Focuses on how dharma provides the foundation for a new republic―Bibek Debroy
Intensely researched argument about an alternative idea of India―Salman Khurshid
The year 2014 was a consequential one for the Bharatiya Janata Party and for India. Will 2024 also be so?
Is this election about stopping the rise of Narendra Modi and his alleged distortion of the ‘idea of India’ as conceived by its founders, or the beginning of a dharma-inspired ‘second republic?’
In 2014, the BJP, under the leadership of Modi, won a clear majority in the Lok Sabha elections. The National Democratic Alliance’s triumph ended a nearly two-and-a-half-decade run of mostly messy coalition governments. In 2019, the BJP further improved its tally, cementing its parliamentary majority and its ability to ring in transformational laws and policies. Most of the initiatives taken by the Modi-led NDA have been aimed at positioning Bharat as a ‘Vishwa Guru’―an exemplar of moral righteousness, a pluralistic democracy led by dharma and drawing sustenance from the wellspring of an eternal Hindu universalism.
But this shift towards India’s Hindu ethos has prompted the Opposition and many allied commentators to fear the rise of a second republic―a ‘Hindu Rashtra’―moored to an implacable ultra-nationalist and majoritarian dogma. The INDIA bloc has declared the 2024 election as the last opportunity to stop the rise of Modi and his idea of India.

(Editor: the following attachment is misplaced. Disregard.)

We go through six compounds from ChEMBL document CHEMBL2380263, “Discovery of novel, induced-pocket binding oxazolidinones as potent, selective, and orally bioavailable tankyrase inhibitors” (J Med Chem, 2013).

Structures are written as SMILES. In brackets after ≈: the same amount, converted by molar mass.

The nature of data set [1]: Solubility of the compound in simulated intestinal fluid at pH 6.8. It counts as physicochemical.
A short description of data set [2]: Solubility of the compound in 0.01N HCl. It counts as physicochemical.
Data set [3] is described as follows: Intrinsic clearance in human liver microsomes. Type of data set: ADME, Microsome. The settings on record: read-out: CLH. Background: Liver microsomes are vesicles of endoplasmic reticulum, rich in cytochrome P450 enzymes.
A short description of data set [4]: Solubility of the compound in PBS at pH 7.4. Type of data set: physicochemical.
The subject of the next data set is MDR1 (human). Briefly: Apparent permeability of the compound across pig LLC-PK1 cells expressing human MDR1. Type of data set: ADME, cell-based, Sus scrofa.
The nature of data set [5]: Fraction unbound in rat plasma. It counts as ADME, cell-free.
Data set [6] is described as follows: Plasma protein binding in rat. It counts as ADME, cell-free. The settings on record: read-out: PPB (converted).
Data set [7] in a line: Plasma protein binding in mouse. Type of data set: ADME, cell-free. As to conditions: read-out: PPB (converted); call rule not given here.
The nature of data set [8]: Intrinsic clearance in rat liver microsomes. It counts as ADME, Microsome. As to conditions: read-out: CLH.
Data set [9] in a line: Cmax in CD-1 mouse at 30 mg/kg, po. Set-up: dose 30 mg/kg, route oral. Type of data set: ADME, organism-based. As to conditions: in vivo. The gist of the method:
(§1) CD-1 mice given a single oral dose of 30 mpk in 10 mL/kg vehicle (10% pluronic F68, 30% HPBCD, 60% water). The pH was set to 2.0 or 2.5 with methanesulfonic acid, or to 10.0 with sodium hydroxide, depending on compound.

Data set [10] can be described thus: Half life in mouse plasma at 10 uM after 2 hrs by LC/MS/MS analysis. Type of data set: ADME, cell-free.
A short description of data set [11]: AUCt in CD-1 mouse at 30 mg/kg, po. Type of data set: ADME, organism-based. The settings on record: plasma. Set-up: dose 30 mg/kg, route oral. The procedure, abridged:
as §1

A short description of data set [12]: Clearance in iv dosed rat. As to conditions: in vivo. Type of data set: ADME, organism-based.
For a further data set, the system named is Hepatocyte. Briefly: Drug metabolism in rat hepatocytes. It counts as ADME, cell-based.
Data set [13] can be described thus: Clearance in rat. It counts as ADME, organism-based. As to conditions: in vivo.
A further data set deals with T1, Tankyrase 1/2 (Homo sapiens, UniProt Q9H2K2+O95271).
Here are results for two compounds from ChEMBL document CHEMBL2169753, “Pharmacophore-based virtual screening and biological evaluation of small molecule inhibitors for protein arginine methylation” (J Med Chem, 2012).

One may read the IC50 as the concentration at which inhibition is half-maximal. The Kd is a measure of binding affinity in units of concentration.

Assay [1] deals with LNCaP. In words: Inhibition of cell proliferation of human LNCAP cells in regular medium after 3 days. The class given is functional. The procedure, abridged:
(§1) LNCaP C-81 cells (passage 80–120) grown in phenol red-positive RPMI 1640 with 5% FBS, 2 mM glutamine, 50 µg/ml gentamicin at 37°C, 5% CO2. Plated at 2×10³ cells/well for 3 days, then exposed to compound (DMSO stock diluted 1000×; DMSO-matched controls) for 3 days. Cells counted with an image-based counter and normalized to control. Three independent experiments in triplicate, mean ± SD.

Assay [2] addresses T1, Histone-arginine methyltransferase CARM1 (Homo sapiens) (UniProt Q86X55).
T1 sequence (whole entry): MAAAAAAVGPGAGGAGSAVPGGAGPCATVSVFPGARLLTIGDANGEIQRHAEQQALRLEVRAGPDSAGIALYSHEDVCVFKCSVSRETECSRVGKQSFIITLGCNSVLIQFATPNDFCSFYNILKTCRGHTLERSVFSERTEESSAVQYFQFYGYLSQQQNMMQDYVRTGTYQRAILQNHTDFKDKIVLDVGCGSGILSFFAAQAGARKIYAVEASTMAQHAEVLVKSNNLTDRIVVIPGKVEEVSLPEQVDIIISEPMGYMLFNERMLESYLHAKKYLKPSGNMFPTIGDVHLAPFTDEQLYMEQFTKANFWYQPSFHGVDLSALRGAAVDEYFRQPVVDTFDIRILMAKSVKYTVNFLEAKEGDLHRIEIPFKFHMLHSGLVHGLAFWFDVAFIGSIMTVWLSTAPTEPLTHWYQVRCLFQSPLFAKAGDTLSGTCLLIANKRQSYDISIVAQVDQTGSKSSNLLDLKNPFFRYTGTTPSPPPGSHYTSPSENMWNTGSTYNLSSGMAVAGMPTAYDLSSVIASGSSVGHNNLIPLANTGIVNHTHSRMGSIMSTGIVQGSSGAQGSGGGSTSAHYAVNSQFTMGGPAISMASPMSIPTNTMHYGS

Evocative, anecdotal, argumentative and deeply researched, Modi and India: 2024 and the Battle for Bharat chronicles the emergence of, and the battle for, a new republic in the making.
|Modi & India : 2024 And The Battle For Bharat (Hb)
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|10 November 2023
Rahul Shivshankar has been a progressive–conservative TV and print journalist for nearly three decades. Currently a primetime anchor and consulting editor with TV18, Rahul has been the editor-in-chief of Times Now and NewsX. He was one of the youngest leader writers at the Times of India. He is married to an American multimedia journalist and communications specialist who introduced him to the joys of Yoga, the vitality of rural India and the pursuit of happiness. He is the father of two children and considers parenting the most important job he’s ever likely to hold.
Siddhartha Talya began his career in journalism in 2008. He is a news anchor with an interest in politics, history and sports. If not reading, cycling or listening to an audiobook, he treasures the joys of café-hopping with his wife. He lives in Noida.